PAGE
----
- Dow drops into bear market, ending longest bull run in history.
- Dollar and Treasury yields revive, oil falls.
- Markets await stimulus plans from the White House.
The economic stimulus package promised by the White House but not yet delivered sparked the latest selling panic in a stock market thoroughly spooked by fears of the economic effects from the global spread of the coronavirus.
All three major American equities fell sharply, erasing yesterday’s gains and bringing the Dow down 5.85% to 23,553.53 more than 20% below its high on February 12th of 29,568.57, the entry to a bear market. The S&P 500 lost 4.7%, 140.85 points, ending at 2,741.38.
Oil saw its largest one day decline since the Gulf War of 1991 on Monday with West Texas Intermediate plunging from $41.73 at the open as low as $27.69 before closing at $30.49 as Russia and Saudi Arabia threatened to raise production. The price had recovered to $33.88 near the close on Wednesday.
Treasury yields fall and recover
The yield in the 10-year Treasury dropped to its all-time low on Monday at 0.498%, 89 basis points below its previous low from July 2016. By late Wednesday afternoon, the return had climbed back more than 30 basis points to 0.876%.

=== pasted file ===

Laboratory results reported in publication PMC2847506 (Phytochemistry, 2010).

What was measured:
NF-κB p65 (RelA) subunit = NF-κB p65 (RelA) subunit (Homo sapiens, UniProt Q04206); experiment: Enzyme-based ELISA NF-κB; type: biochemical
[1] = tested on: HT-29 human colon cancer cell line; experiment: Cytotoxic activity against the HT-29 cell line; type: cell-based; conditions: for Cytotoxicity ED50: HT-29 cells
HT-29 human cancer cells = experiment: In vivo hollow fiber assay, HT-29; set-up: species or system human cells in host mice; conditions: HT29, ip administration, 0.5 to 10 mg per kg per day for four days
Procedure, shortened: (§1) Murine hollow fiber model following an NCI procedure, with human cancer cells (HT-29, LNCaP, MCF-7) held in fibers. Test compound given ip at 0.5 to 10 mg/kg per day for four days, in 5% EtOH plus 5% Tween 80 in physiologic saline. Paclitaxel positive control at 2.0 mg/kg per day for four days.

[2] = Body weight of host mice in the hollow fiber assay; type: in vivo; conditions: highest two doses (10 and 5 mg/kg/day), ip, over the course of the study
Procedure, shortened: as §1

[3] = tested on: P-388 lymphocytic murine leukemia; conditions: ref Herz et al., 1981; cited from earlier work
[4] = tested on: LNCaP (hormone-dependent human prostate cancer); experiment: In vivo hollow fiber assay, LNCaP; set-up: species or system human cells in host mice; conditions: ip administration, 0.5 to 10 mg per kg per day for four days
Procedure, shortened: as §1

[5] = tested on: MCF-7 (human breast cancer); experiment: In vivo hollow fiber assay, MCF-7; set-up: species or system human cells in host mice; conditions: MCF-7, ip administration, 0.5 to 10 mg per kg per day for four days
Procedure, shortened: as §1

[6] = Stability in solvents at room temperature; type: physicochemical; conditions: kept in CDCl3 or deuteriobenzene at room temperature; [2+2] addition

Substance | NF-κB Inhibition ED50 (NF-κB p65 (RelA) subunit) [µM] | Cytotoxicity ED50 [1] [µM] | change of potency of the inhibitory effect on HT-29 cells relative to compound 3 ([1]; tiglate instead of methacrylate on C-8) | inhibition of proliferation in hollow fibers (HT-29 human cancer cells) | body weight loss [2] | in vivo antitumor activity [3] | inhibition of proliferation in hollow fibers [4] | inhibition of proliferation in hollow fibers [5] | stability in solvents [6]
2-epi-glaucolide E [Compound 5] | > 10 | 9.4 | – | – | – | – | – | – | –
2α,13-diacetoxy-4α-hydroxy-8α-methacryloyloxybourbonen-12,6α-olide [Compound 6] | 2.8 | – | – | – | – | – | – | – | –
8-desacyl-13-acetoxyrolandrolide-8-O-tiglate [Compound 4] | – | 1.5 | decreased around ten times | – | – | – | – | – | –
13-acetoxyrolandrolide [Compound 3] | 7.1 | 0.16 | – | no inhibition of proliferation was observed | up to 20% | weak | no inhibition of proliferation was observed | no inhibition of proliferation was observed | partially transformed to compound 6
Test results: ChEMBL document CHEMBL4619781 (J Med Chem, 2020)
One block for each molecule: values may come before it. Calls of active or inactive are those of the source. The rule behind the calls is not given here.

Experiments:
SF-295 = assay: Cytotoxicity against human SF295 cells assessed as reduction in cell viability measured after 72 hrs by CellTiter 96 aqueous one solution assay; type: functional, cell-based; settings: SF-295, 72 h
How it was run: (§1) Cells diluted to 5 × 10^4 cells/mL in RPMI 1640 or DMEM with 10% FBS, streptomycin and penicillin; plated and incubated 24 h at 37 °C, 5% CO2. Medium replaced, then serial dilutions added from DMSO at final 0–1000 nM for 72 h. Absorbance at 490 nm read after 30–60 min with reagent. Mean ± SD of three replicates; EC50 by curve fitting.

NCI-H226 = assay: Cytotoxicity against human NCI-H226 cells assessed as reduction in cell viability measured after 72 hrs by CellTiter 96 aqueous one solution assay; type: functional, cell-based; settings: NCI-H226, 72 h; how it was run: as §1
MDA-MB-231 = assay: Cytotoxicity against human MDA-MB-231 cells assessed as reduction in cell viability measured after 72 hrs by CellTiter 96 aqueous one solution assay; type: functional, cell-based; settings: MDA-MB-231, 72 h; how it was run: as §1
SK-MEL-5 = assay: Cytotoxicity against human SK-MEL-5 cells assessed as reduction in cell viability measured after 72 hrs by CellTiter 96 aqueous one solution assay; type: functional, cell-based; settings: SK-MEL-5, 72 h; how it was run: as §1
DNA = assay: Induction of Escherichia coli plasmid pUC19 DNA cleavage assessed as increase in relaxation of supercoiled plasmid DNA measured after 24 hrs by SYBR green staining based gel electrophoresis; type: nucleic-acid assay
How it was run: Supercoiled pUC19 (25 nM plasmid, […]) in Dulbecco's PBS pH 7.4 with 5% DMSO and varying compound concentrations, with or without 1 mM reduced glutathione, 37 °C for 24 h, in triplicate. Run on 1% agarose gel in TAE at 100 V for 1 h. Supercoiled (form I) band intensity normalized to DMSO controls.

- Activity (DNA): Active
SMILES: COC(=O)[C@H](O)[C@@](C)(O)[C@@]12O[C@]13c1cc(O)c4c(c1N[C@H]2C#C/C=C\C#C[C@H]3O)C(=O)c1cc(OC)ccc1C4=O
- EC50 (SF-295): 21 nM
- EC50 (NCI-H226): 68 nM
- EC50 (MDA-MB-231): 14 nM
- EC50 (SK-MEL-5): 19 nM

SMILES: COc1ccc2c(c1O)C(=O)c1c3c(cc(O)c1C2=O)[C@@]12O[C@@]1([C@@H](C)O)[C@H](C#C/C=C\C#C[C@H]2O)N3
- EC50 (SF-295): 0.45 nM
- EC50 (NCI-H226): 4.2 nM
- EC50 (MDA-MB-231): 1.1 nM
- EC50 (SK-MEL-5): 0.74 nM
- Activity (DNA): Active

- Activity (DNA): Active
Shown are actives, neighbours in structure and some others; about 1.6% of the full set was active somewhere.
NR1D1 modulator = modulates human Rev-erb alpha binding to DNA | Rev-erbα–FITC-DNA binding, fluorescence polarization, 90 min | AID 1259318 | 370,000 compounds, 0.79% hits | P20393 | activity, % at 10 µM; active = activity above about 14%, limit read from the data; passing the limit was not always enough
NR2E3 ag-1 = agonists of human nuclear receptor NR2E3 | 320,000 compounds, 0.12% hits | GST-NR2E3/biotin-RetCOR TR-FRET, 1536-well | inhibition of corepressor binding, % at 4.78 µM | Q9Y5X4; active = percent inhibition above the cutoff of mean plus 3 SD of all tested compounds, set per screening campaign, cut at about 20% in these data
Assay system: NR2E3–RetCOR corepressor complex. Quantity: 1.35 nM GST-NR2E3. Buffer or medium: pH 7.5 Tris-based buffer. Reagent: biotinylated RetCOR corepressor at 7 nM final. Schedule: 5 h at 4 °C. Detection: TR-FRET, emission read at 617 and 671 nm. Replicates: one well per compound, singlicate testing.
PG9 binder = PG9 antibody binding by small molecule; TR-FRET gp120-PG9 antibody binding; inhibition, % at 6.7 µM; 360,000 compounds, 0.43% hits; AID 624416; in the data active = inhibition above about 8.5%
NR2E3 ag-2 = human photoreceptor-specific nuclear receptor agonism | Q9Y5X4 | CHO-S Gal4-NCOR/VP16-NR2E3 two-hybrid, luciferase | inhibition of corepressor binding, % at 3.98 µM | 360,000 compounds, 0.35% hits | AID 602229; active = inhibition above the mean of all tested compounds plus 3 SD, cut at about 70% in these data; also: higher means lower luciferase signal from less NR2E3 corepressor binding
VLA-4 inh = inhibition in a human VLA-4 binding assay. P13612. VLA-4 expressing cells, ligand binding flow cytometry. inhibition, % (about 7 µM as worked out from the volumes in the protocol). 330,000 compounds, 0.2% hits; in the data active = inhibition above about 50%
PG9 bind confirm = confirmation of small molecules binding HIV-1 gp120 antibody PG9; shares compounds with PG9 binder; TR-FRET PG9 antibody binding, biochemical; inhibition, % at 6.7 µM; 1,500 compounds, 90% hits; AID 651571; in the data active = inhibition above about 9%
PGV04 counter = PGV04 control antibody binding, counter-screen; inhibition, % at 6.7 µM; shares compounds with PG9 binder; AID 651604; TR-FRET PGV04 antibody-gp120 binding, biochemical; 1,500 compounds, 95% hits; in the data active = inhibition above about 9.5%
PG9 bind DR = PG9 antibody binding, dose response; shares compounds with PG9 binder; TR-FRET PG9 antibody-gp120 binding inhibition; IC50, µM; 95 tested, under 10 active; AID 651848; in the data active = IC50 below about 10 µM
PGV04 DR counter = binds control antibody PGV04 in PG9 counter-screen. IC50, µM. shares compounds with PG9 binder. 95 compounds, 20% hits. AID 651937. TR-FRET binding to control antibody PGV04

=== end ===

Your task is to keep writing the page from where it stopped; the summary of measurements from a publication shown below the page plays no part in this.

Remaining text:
US 10-year yield
The dollar lost ground against the yen at 104.84, down from yesterday’s finish at 105.64 but higher than Monday’s three-year low close at 102.37. Against the euro, the greenback was essentially unchanged at 1.1277 just under Tuesday’s 1.1280 close.
A report from the Institute for Supply Management noted that 75% of respondents in its survey for the March purchasing managers indexes said that their firms had experienced supply chain delays and disruptions.
Stimulus package delayed
But the biggest disappointment on the day was the lack of clarity from the White House and Congress on the government’s plans for a fiscal stimulus to offset the potential economic drag from the Coronavirus and its impact on GDP.
On Monday President Trump had said that he wanted to eliminate payroll taxes for employees and employers through the end of the year. As a tax proposal, it would need to go through the House of Representatives which is controlled by the Democrats where Majority Leader Steny Hoyer declared the plan a “non-starter.” Payroll taxes are used to fund Medicare and Social Security.
Markets had expected the plan to be outlined on Tuesday but a proposed statement by President Trump did not occur and the White House has released no details since.
The Federal Reserve cut the base rate 0.5% on March 3rd in the first emergency move since the financial crisis and is expected to reduce again next week at its scheduled March 17-18 meeting.
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